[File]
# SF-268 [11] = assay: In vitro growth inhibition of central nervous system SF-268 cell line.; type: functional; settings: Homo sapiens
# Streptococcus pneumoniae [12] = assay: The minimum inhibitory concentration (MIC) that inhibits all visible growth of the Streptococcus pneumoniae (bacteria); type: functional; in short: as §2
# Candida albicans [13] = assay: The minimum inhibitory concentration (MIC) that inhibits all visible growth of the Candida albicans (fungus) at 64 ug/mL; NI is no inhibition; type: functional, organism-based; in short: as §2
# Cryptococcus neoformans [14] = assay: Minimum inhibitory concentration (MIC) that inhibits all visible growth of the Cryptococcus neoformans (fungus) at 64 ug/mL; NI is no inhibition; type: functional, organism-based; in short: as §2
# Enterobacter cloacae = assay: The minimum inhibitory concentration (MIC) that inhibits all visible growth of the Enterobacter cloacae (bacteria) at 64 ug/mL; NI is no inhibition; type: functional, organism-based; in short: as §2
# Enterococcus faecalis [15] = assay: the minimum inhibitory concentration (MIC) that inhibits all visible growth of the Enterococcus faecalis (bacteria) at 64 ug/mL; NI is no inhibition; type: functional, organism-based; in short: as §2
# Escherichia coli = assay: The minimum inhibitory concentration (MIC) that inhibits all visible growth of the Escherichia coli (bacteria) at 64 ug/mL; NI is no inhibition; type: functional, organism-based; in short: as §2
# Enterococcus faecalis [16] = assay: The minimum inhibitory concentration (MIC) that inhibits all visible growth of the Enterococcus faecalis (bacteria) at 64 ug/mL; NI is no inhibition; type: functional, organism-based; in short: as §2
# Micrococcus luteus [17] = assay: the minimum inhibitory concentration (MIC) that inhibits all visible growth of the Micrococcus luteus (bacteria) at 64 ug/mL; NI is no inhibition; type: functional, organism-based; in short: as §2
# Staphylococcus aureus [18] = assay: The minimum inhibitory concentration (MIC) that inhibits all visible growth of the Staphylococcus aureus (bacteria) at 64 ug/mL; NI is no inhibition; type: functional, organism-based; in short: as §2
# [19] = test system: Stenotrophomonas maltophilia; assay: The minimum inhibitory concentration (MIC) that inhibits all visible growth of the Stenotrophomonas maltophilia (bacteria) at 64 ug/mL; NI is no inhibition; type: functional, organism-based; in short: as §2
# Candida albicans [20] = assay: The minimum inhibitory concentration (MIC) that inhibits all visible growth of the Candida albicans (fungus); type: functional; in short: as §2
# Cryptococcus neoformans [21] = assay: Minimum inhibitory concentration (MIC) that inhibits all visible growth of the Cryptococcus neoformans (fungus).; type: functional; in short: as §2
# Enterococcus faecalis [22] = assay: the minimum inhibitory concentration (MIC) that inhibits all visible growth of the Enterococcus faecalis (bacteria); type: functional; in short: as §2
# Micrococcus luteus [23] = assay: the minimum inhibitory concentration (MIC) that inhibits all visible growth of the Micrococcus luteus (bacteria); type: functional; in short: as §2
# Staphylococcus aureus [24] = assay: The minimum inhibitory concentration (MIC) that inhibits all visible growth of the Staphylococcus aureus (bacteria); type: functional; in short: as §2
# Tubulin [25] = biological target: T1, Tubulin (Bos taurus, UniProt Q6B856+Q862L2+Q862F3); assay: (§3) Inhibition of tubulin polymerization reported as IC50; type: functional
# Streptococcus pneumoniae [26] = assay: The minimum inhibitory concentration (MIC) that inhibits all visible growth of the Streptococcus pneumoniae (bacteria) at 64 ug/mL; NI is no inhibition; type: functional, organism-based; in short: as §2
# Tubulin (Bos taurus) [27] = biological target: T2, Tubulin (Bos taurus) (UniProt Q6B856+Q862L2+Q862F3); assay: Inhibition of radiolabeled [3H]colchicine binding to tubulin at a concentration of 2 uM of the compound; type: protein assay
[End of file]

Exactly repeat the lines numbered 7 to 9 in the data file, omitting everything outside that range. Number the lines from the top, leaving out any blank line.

# Escherichia coli = assay: The minimum inhibitory concentration (MIC) that inhibits all visible growth of the Escherichia coli (bacteria) at 64 ug/mL; NI is no inhibition; type: functional, organism-based; in short: as §2
# Enterococcus faecalis [16] = assay: The minimum inhibitory concentration (MIC) that inhibits all visible growth of the Enterococcus faecalis (bacteria) at 64 ug/mL; NI is no inhibition; type: functional, organism-based; in short: as §2
# Micrococcus luteus [17] = assay: the minimum inhibitory concentration (MIC) that inhibits all visible growth of the Micrococcus luteus (bacteria) at 64 ug/mL; NI is no inhibition; type: functional, organism-based; in short: as §2